Let remote Green Bay′s beauty and
friendly folks win your heart
By Dave Tilley, Nicky′s Nose Cove, Newfoundland
A PIECE OF THE ROCK. Trails in Green Bay lead to dramatic views like this one at Gull Cliff Lookout (above) at Harry′s Harbour.
WHEN I RAVE about Green Bay, Americans might assume I′m talking about Wisconsin′s famous football town. But my Green Bay lies long the remote north-central coast of Newfoundland and scores big with stunning ocean vistas, unspoiled wilderness and residents′ heartfelt hospitality.
This undiscovered gem-located north of Trans-Canada Highway 1, roughly halfway between St. John′s and Channel-Port-aux-Basques-boasts miles of jagged coastline and dense forest. . .deep fjords.. .majestic passing icebergs. . .and plenty of eye-popping coves, arches and sea stacks. It′s also studded with more than a dozen pretty coastal fishing villages that were once easiest to reach by water and saw few visitors; I suspect that′s why these quiet hamlets still welcome folks so warmly today.
A good place to start is the Green Bay Visitor Information Center, right where Highway 1 meets Route 390 outside Springdale, the area′s hub. Here you can obtain good information about where to see icebergs, whales and shipwrecks open May 15 through October 15 1-709/673-3110.
I highly recommend you explore our dramatic coastline by tour boat or sea kayak. Green Bay Venture Tours in Springdale offers outstanding 1 - to 5 day tours aboard the Ancient Mariner.
They′re especially exciting in spring or early summer, when icebergs arrive in the bay. I′m always thrilled to see prehistoric mountains of ice-sporting everything from cathedral-like spires to flat-topped hats-calve (break apart) and tumble to the sea. In their wake come pods of magnificent humpback or minke whales. Don′t forget your camera!
Hunt for Artifacts
Route 380 out to Robert′s Arm is known as the Beothuk (pronounced "bay-OTH-ik") Trail, named after a now-extinct tribe that lived here. It′s fun to look for native artifacts on area beaches; tour boats can take you to likely sites.
For an in-depth look at both local marine history and early artifacts, check
out the Mainmast Museum, built right over the water in Springdale.
This area′s a paradise for hikers, too -novices included. Many of the trails feature amenities such as steps, gazebos, benches and bridges, and take you past pristine forests, waterfalls and pastoral scenes that include abandoned settlements.
Among my favorites is the 6-mile Alexander Murray Hiking Trail through hills above the Southwest Arm. It starts at a helpful visitors center in the pretty village of King′s Point, then climbs to spectacular Haypook Lookout at an elevation of 1,150 feet. Breathtaking views of the deep-blue fjord below and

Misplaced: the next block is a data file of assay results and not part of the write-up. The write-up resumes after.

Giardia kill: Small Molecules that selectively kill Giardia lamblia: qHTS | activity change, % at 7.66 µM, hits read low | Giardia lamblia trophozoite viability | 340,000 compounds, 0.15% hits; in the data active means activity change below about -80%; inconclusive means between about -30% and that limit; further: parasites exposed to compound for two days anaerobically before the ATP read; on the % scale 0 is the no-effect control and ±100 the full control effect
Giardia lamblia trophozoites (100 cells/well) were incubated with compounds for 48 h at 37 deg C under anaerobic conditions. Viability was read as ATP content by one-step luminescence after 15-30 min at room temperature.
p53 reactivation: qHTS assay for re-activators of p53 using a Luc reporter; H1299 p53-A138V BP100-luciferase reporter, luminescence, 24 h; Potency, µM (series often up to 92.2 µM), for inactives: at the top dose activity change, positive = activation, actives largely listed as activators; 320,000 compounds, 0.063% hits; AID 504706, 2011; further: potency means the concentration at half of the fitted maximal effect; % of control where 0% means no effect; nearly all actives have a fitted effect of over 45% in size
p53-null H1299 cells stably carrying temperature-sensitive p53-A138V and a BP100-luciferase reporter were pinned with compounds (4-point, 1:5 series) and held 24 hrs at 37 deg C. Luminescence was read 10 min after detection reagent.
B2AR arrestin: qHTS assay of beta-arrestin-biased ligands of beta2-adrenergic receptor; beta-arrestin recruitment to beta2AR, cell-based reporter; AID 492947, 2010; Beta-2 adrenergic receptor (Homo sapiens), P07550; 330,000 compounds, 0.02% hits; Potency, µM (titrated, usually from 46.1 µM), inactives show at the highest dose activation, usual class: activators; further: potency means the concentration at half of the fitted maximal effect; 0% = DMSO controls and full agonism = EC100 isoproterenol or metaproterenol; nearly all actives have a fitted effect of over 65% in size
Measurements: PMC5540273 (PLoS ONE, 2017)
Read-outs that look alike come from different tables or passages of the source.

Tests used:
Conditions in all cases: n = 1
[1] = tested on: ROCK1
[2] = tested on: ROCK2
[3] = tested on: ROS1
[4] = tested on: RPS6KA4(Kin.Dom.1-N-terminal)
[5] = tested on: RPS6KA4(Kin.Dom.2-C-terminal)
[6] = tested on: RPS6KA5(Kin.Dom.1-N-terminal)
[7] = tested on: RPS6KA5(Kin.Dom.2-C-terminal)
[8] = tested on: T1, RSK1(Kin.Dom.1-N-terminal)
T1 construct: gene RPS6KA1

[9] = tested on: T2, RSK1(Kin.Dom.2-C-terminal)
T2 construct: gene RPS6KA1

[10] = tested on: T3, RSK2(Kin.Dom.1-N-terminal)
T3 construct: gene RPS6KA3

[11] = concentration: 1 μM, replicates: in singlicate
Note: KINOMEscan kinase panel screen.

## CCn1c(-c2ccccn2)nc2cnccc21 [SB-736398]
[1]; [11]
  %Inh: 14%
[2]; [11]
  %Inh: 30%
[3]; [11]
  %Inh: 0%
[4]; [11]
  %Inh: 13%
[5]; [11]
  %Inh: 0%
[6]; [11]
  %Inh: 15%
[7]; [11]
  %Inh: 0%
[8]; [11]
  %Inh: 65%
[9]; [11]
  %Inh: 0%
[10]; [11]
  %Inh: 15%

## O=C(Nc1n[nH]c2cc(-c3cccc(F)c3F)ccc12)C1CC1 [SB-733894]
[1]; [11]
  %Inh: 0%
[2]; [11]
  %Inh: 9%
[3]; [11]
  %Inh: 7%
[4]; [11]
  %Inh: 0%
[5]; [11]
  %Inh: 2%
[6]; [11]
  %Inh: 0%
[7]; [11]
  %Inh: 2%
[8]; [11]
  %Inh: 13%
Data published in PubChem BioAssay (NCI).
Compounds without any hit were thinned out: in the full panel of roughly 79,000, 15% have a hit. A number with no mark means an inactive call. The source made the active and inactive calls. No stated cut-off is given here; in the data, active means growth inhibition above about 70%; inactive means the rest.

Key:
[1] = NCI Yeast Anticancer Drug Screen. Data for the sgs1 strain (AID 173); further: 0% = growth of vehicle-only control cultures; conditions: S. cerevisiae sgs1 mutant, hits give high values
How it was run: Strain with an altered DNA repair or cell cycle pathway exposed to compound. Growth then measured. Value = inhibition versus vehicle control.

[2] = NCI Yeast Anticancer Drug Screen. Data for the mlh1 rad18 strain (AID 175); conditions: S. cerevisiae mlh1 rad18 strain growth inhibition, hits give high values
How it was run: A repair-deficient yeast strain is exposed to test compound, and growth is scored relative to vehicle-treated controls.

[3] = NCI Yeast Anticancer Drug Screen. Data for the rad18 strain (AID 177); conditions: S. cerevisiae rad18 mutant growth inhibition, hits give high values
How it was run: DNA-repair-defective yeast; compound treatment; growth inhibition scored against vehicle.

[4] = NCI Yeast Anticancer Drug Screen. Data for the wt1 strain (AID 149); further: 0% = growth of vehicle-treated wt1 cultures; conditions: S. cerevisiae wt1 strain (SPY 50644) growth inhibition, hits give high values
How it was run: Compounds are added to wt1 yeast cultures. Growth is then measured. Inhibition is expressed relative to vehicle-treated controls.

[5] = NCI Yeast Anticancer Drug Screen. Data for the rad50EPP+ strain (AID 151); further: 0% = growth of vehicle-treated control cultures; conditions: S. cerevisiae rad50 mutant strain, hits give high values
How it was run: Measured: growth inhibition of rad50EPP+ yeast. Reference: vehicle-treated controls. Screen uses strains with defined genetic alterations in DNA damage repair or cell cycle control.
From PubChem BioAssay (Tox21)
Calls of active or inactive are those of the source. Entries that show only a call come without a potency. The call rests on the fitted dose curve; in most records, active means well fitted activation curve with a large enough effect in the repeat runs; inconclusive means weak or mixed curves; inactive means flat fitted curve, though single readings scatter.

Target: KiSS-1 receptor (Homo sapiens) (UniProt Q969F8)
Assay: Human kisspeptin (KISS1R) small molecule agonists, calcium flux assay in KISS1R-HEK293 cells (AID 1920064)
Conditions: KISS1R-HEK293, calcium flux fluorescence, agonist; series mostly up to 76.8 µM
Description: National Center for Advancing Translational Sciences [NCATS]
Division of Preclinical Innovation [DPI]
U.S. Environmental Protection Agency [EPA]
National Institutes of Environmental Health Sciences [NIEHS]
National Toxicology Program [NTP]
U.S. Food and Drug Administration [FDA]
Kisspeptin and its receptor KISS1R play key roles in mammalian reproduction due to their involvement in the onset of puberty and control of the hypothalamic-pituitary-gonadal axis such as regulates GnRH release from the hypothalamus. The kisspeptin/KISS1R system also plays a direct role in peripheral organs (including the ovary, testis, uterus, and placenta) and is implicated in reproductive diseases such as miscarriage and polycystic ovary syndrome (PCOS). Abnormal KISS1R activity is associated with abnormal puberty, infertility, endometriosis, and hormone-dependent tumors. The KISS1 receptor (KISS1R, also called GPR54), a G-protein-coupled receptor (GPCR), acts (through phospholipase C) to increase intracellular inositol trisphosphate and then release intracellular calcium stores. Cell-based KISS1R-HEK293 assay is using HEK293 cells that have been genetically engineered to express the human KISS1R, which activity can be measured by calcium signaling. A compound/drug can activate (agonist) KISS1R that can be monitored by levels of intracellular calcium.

TIP OF THE ICEBERG. The area features several nice campgrounds, such as Kona Beach Park (above) near South Brook (1-709/657-2400; open from mid-May through September; $14.25 to $16.25 a night for partial hookups. Mighty icebergs float right into Green Bay (at right) in spring and early summer. You also might see humpback whales (below) nearby they follow schools of fish that are attracted to plankton dredged up by the icebergs.
Green Bay beyond it make this half-day hike unforgettable.
Savor the Catch of the Day
Hungry yet? Mouth-watering seafood, of course, is available virtually everywhere. But don′t leave without trying local favorites like a jiggs dinner, a salt beef and vegetables dish, or fish and brewis (pronounced "brooz"), which is salt cod and hardtack, typically served with scrunchions-crispy bits of fried salt pork.
You can′t beat the waterfront charm of By the Sea Cafe, located in King′s Point just where the name and address indicate (16-18 Bayside Dr.; 1-709/268
2181; open from 8 a.m. to 11 p.m. from June through September.
Or pop into the friendly Iceberg Alley Chalet in tiny Sheppardville, which is where Route 410 meets Highway 1 (1-709/673-5072; open from 9 a.m. to 8 p.m. daily from July 1 through mid-October. The eatery offers down-home cooking, not to mention tall tales and traditional tunes from owner (and accordionist) Maurice Budgell.
I haven′t even touched on beautiful Green Bay′s logging heritage, charming craft shops, delightful Little Bay Islands or other fascinating trails and museums. But I promise that after one visit, you′ll be a Green Bay fan, too!
Newfoundland is accessible only by ferry or plane.
Provincial Ferry Services offers 1-3/4-hour-long ferry rides
to St. Barbe on Newfoundland′s northwestern coast from
Blanc Sablon, Quebec, from early May through late December, weather permitting. For details, call 1-866/535-2567. WWW
Marine Atlantic offers 5-hour-long ferry crossings to Channel-Port-aux-Basques from Sydney, Nova Scotia; for schedules and fares, call 1-800/341-7981. WWW
Green Bay Venture Tours, based at the Burnt Berry Lodge on Highway 1 in Springdale, offers boat tours and other expeditions, including winter activities To leam more, call 1-709/673-3926. WWW
The Mainmast Museum is on Bay view Road in Spring-dale; it′s open from 2-5 p.m. daily from May through OcŽtober. Admission (in U.S. dollars) is about $2.12 per perŽson. For details, call 1-709/673-4279.